105962      - A     0:00    0   368   376 32768     4     8  0.0  0.0 /usr/sbi
 110046      - A     0:00    0   224   244 32768    15    20  0.0  0.0 grep 100
 111598      - A     0:00    0   184   192 32768     4     8  0.0  0.0 wc -l
 117334      - A     0:00    0   196   212 32768     9    16  0.0  0.0 /usr/lib
 117786  pts/3 A     5:27    0   896   944 32768    32    48  0.2  0.0 topas
 120870      - A     0:00    0   568   784 32768   188   216  0.0  0.0 ksh /pro
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cpc2004Commented:
The value of virtual of SVMON of a process including the shared library and it is in terms of paging slot (ie 4K). The size of virtual shared library and kernel segment is common to all the processes. Hence it is more meaningful to use the value of size from PS VG as it only contain the private data.

The value of Size of PS VG is in terms of 1K
The formula
Size of PS VG =  SVMON virtual (work process private + work shared library data  Shmat/mmap) *4


Sample output of svmon -Pu
     Pid Command        Inuse      Pin     Pgsp  Virtual   64-bit    Mthrd
   27954 r4edi           7579     1485     7177     9004        N        N

  Vsid     Esid Type Description           Inuse   Pin Pgsp Virtual Addr Range
 38b7c        2 work process private        3069     1 5605  6469   0..6496 :
                                                                    65309..65535
 30018        d work shared library text    2304     0  151   160   0..65535
     0        0 work kernel seg             1810  1484 1372  2326   0..21860 :
                                                                    65474..65535
 26653        - pers /dev/amtrix:55355       210     0    -     -   0..259
 1a74d        1 pers code,/dev/amtrix:230    117     0    -     -   0..151
 36b7b        f work shared library data      40     0   49    49   0..897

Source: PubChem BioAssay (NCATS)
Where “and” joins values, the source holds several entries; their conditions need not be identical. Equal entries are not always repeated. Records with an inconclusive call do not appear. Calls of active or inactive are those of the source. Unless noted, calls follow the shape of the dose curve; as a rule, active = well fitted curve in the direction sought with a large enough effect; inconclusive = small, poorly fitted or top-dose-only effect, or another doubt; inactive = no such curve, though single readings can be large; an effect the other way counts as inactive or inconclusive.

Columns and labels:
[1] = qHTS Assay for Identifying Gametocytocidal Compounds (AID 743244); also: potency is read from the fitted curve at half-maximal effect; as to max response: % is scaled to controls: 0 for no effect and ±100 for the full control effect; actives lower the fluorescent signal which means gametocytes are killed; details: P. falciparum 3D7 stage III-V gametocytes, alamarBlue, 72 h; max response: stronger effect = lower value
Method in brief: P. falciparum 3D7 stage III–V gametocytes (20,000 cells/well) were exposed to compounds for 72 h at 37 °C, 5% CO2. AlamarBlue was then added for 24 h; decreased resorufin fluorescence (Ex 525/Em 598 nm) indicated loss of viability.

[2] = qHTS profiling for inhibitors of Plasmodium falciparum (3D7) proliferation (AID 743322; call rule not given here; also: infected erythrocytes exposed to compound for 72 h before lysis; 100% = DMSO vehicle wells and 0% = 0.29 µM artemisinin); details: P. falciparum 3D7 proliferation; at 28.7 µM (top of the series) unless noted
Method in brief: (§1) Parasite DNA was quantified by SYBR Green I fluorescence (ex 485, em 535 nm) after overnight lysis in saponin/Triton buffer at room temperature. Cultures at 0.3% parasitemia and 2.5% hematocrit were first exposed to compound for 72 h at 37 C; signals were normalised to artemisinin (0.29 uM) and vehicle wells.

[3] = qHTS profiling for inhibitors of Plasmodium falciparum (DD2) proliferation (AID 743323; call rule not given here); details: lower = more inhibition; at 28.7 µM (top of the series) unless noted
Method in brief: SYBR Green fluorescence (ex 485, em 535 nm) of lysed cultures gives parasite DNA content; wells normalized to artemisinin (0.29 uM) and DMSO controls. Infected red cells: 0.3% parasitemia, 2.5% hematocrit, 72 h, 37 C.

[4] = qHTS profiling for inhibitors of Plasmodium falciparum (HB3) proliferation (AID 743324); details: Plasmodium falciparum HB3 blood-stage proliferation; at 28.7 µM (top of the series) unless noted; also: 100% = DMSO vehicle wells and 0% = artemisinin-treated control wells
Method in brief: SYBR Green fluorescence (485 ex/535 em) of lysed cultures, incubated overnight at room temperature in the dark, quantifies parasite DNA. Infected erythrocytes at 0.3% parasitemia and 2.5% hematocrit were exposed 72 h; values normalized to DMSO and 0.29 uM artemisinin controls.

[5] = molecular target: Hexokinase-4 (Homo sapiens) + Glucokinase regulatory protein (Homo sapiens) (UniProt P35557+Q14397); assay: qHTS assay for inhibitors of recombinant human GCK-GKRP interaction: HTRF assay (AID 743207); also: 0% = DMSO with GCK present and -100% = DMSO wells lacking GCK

1e7af        - pers /dev/amtrix:4898         16     0    -     -   0..18
 3c7de        - pers /dev/amtrix:4543         13     0    -     -   0..18
 1a80d        - pers /dev/amtrix:12635         0     0    -     -
 32779        - pers /dev/amtrix:10283         0     0    -     -   0..0
   800        - pers /dev/amtrix:426149        0     0    -     -  

$ ps vg | pg
           PID  TTY STAT  TIME  PGIN  SIZE   RSS   LIM  TSIZ   TRS %CPU %MEM COMMAND
         27954    - A     1:34  6096 26072 13716 65536   546   468  0.0  1.0 r4edi
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jonkreislerAuthor Commented:
cpc2004 - thank you for that explanation.
To clarify, though, are you saying all I need are the values "SIZE" and "RSS" from "ps vg" to determine a process' working set size?
Thanks,
Jon
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cpc2004Commented:
Yes. I've extracted the explanation of SIZE and RSS from "AIX 5L Performance and System Tuning"

Use of the ps command in a memory usage study
The ps command can also provide useful information on memory usage.

The SIZE column
The v flag generates the SIZE column. This is the virtual size (in the paging
space), in kilobytes, of the data section of the process (displayed as SZ by other
flags). This value is equal to the number of working segment pages of the
process that have been touched times four. If several working segment pages
are currently paged out, this number is larger than the amount of real memory
being used. SIZE includes pages in the private segment and the shared-library
data segment of the process, as in the following example:
# ps av |sort +5 -r |head -n 5
PID TTY STAT TIME PGIN SIZE RSS LIM TSIZ TRS %CPU %MEM COMMAND
25298 pts/10 A 0:00 0 2924 12 32768 159 0 0.0 0.0 smitty
13160 lft0 A 0:00 17 368 72 32768 40 60 0.0 0.0/usr/sbin
27028 pts/11 A 0:00 90 292 416 32768 198 232 0.0 1.0 ksh
24618 pts/17 A 0:04 318 292 408 32768 198 232 0.0 1.0 ksh

The RSS column
The v flag also produces the RSS column, as shown in the previous example.
This is the real-memory (resident set) size in kilobytes of the process. This
number is equal to the sum of the number of working segment and code segment
pages in memory times four. Remember that code segment pages are shared
among all of the currently running instances of the program. If 26 ksh processes
are running, only one copy of any given page of the ksh executable program
would be in memory, but the ps command would report that code segment size
as part of the RSS of each instance of the ksh program